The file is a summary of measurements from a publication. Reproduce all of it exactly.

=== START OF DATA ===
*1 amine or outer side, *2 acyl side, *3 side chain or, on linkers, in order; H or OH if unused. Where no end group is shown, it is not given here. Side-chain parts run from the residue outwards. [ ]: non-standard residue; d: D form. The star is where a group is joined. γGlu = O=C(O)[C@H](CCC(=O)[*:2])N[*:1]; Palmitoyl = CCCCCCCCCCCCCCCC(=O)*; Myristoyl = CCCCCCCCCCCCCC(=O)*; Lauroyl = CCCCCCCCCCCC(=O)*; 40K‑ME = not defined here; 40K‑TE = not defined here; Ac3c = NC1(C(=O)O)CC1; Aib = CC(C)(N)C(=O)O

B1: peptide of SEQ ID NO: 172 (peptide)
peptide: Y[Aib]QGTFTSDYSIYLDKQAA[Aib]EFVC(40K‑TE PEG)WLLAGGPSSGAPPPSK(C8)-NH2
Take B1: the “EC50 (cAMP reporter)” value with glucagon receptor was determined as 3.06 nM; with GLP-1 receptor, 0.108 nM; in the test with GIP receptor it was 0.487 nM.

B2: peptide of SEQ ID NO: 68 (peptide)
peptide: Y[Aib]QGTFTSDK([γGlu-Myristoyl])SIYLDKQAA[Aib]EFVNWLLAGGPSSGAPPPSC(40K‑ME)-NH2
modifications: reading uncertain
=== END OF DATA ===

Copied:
*1 amine or outer side, *2 acyl side, *3 side chain or, on linkers, in order; H or OH if unused. Where no end group is shown, it is not given here. Side-chain parts run from the residue outwards. [ ]: non-standard residue; d: D form. The star is where a group is joined. γGlu = O=C(O)[C@H](CCC(=O)[*:2])N[*:1]; Palmitoyl = CCCCCCCCCCCCCCCC(=O)*; Myristoyl = CCCCCCCCCCCCCC(=O)*; Lauroyl = CCCCCCCCCCCC(=O)*; 40K‑ME = not defined here; 40K‑TE = not defined here; Ac3c = NC1(C(=O)O)CC1; Aib = CC(C)(N)C(=O)O

B1: peptide of SEQ ID NO: 172 (peptide)
peptide: Y[Aib]QGTFTSDYSIYLDKQAA[Aib]EFVC(40K‑TE PEG)WLLAGGPSSGAPPPSK(C8)-NH2
Take B1: the “EC50 (cAMP reporter)” value with glucagon receptor was determined as 3.06 nM; with GLP-1 receptor, 0.108 nM; in the test with GIP receptor it was 0.487 nM.

B2: peptide of SEQ ID NO: 68 (peptide)
peptide: Y[Aib]QGTFTSDK([γGlu-Myristoyl])SIYLDKQAA[Aib]EFVNWLLAGGPSSGAPPPSC(40K‑ME)-NH2
modifications: reading uncertain